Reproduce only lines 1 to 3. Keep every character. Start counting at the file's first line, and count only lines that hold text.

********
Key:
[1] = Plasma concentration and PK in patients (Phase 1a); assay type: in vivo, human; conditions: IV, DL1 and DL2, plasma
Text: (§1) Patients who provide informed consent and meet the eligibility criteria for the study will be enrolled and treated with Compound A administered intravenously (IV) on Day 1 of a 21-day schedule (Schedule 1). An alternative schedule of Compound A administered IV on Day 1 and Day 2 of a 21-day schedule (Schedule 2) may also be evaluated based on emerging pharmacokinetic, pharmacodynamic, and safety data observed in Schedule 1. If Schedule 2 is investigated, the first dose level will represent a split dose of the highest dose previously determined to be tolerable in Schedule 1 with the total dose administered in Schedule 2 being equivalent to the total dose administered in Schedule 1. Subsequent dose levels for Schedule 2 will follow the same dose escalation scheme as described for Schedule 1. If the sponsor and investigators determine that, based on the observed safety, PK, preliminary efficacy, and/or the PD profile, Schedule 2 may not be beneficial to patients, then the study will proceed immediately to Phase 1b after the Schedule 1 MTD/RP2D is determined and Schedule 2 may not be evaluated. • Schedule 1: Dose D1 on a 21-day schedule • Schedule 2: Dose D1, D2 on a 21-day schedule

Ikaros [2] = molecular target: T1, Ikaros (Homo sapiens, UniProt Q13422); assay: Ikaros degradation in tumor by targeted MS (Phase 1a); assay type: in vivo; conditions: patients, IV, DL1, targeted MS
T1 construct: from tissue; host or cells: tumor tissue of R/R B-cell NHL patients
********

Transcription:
Key:
[1] = Plasma concentration and PK in patients (Phase 1a); assay type: in vivo, human; conditions: IV, DL1 and DL2, plasma
Text: (§1) Patients who provide informed consent and meet the eligibility criteria for the study will be enrolled and treated with Compound A administered intravenously (IV) on Day 1 of a 21-day schedule (Schedule 1). An alternative schedule of Compound A administered IV on Day 1 and Day 2 of a 21-day schedule (Schedule 2) may also be evaluated based on emerging pharmacokinetic, pharmacodynamic, and safety data observed in Schedule 1. If Schedule 2 is investigated, the first dose level will represent a split dose of the highest dose previously determined to be tolerable in Schedule 1 with the total dose administered in Schedule 2 being equivalent to the total dose administered in Schedule 1. Subsequent dose levels for Schedule 2 will follow the same dose escalation scheme as described for Schedule 1. If the sponsor and investigators determine that, based on the observed safety, PK, preliminary efficacy, and/or the PD profile, Schedule 2 may not be beneficial to patients, then the study will proceed immediately to Phase 1b after the Schedule 1 MTD/RP2D is determined and Schedule 2 may not be evaluated. • Schedule 1: Dose D1 on a 21-day schedule • Schedule 2: Dose D1, D2 on a 21-day schedule